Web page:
The AG’s report must clearly delineate the role of age in the entire H-1B issue. Consider discussions of prevailing wage, for instance. On the one hand, even strong supporters of bringing large numbers of foreign workers to the U.S. (via whatever route), such as Rep. Zoe Lofgren and IEEE-USA lobbyist Bruce Morrison, admit that often H-1B workers are making only half the wage of Americans. True, but what they are not disclosing is that gap is due not only to a lax general definition of prevailing wage but also due to a comparison of young H-1Bs to older Americans.

DHS should make every effort to allow a worker who is waiting for a green card to receive raises and promotions without jeopardizing the green card application.

As I have stated many times, the U.S. should make strong efforts to facilitate the immigration of the genuine “best and brightest.” The criteria for the O-1 work visa, and EB-1 and National Interest Waiver green cards, should be liberalized somewhat.

In conducting the investigation, the AG should watch for undue influence from industry lobbyists, and should make sure that advocates for American workers be closely consulted. (Note that I would count IEEE-USA as industry advocates, not worker advocates.) Similarly, the AG team should discount the work of any academic who has received money from the industry and its allies.

Executive actions for policy change:

As I have shown before, e.g. with Facebook and Intel, often the big tech companies have job ads earmarked for new/recent graduates. This is likely illegal under federal law, and thus arguably grounds for denying the application. A section in the LCA should have the employer attest to not having any so-earmarked jobs, as a requirement for granting permission for the hire.

H-1B using firms with low mean STEM worker age (regardless of American or foreign) should be subject to an automatic investigation by the Dept. of Justice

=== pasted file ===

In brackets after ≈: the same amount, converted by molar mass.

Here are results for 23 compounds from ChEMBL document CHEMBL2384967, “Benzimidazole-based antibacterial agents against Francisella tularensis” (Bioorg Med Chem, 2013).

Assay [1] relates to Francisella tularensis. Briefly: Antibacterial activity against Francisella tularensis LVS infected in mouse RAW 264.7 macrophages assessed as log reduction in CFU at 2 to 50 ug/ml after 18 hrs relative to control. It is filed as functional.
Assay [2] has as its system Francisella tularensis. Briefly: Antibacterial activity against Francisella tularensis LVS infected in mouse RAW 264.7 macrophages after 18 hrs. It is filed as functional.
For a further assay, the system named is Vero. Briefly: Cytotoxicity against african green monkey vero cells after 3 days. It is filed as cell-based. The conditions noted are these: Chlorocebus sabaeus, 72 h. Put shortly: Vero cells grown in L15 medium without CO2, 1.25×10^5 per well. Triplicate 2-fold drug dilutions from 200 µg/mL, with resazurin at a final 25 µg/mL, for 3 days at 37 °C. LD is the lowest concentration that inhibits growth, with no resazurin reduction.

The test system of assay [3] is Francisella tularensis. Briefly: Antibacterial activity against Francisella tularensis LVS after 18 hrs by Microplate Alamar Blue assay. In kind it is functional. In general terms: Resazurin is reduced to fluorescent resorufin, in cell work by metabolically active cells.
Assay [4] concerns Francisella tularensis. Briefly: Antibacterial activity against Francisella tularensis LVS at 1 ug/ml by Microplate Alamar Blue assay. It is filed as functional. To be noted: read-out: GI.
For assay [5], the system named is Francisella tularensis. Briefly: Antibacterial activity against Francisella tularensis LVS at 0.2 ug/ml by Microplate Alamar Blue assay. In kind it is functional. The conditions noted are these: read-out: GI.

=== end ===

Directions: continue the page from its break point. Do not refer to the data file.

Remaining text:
A number of people, including myself, have suggested over the years that the visas be doled out in order of wage offered, highest first, then second-highest and so on until the cap is reached. I’m pleased to see that IEEE-USA now has endorsed the idea. Nice, but again the age issue is crucial. Currently the DOL method for determining legally-required prevailing wage for an H-1B worker is broken down into four experience levels, proxies for age. My guess is that the industry lobbyists (and, I suspect, IEEE-USA as well) would push for doing the wage ranking within each experience level, rather than overall without regard to experience. Indeed, Rep. Lofgren’s proposal would take that approach. Needless to say, this would largely defeat the purpose of awarding visas by wage ranking. This is a perfect example of how a good proposal can be ruined by plausible but misleading arguments made by lobbyists.

The Optional Practical Training portion of the F-1 student visa should be abolished, or at the very least rolled back to its original 12-month duration. As Ron Hira has pointed out, the notion that a foreign worker with a Master’s or higher needs a 3-year internship is patently absurd. DHS has openly stated that it isn’t using the program for that purpose, but rather as a holding pattern for foreign students waiting for an H-1B visa. The fact is that if the H-1B system were properly reformed, there would be zero wait for the visa, as the demand would never even come close to reaching the cap.

Congressional actions for policy change: